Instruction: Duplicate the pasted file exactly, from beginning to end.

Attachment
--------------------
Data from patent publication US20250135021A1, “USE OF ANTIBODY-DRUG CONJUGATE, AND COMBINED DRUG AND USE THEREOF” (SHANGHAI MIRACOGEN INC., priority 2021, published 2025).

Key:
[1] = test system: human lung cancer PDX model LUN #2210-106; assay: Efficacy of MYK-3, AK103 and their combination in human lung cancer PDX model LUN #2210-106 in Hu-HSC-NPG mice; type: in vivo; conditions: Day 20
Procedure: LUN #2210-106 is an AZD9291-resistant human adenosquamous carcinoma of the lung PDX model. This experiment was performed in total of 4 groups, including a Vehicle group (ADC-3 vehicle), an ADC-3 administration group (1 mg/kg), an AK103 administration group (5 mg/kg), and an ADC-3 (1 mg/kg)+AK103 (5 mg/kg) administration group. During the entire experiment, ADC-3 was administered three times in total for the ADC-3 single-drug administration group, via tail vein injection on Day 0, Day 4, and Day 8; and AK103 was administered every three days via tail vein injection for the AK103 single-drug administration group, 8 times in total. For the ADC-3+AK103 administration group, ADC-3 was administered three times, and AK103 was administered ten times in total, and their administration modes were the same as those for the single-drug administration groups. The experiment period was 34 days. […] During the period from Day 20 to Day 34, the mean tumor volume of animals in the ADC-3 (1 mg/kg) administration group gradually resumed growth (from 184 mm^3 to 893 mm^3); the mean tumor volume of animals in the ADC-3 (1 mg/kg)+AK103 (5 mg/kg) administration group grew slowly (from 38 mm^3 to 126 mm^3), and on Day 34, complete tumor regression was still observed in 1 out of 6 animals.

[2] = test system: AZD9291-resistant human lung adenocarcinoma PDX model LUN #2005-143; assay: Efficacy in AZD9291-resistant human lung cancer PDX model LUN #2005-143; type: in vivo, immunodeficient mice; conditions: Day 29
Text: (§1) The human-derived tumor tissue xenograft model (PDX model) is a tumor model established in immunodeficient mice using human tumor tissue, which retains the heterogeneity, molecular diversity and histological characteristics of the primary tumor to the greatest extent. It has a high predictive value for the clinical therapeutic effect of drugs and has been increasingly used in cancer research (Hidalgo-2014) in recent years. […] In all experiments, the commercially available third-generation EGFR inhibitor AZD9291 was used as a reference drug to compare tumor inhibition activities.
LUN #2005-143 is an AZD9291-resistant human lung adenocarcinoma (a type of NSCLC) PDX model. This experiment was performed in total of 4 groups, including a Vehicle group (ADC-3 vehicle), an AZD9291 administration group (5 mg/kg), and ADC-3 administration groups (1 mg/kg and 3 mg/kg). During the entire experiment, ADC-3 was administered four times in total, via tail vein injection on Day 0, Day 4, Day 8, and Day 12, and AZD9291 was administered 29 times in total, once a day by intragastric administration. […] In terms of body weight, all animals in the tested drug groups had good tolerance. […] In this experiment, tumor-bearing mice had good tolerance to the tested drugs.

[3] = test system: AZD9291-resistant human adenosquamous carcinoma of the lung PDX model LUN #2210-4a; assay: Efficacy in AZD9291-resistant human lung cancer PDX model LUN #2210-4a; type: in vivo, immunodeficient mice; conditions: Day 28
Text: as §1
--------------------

Data from patent publication US20250135021A1, “USE OF ANTIBODY-DRUG CONJUGATE, AND COMBINED DRUG AND USE THEREOF” (SHANGHAI MIRACOGEN INC., priority 2021, published 2025).

Key:
[1] = test system: human lung cancer PDX model LUN #2210-106; assay: Efficacy of MYK-3, AK103 and their combination in human lung cancer PDX model LUN #2210-106 in Hu-HSC-NPG mice; type: in vivo; conditions: Day 20
Procedure: LUN #2210-106 is an AZD9291-resistant human adenosquamous carcinoma of the lung PDX model. This experiment was performed in total of 4 groups, including a Vehicle group (ADC-3 vehicle), an ADC-3 administration group (1 mg/kg), an AK103 administration group (5 mg/kg), and an ADC-3 (1 mg/kg)+AK103 (5 mg/kg) administration group. During the entire experiment, ADC-3 was administered three times in total for the ADC-3 single-drug administration group, via tail vein injection on Day 0, Day 4, and Day 8; and AK103 was administered every three days via tail vein injection for the AK103 single-drug administration group, 8 times in total. For the ADC-3+AK103 administration group, ADC-3 was administered three times, and AK103 was administered ten times in total, and their administration modes were the same as those for the single-drug administration groups. The experiment period was 34 days. […] During the period from Day 20 to Day 34, the mean tumor volume of animals in the ADC-3 (1 mg/kg) administration group gradually resumed growth (from 184 mm^3 to 893 mm^3); the mean tumor volume of animals in the ADC-3 (1 mg/kg)+AK103 (5 mg/kg) administration group grew slowly (from 38 mm^3 to 126 mm^3), and on Day 34, complete tumor regression was still observed in 1 out of 6 animals.

[2] = test system: AZD9291-resistant human lung adenocarcinoma PDX model LUN #2005-143; assay: Efficacy in AZD9291-resistant human lung cancer PDX model LUN #2005-143; type: in vivo, immunodeficient mice; conditions: Day 29
Text: (§1) The human-derived tumor tissue xenograft model (PDX model) is a tumor model established in immunodeficient mice using human tumor tissue, which retains the heterogeneity, molecular diversity and histological characteristics of the primary tumor to the greatest extent. It has a high predictive value for the clinical therapeutic effect of drugs and has been increasingly used in cancer research (Hidalgo-2014) in recent years. […] In all experiments, the commercially available third-generation EGFR inhibitor AZD9291 was used as a reference drug to compare tumor inhibition activities.
LUN #2005-143 is an AZD9291-resistant human lung adenocarcinoma (a type of NSCLC) PDX model. This experiment was performed in total of 4 groups, including a Vehicle group (ADC-3 vehicle), an AZD9291 administration group (5 mg/kg), and ADC-3 administration groups (1 mg/kg and 3 mg/kg). During the entire experiment, ADC-3 was administered four times in total, via tail vein injection on Day 0, Day 4, Day 8, and Day 12, and AZD9291 was administered 29 times in total, once a day by intragastric administration. […] In terms of body weight, all animals in the tested drug groups had good tolerance. […] In this experiment, tumor-bearing mice had good tolerance to the tested drugs.

[3] = test system: AZD9291-resistant human adenosquamous carcinoma of the lung PDX model LUN #2210-4a; assay: Efficacy in AZD9291-resistant human lung cancer PDX model LUN #2210-4a; type: in vivo, immunodeficient mice; conditions: Day 28
Text: as §1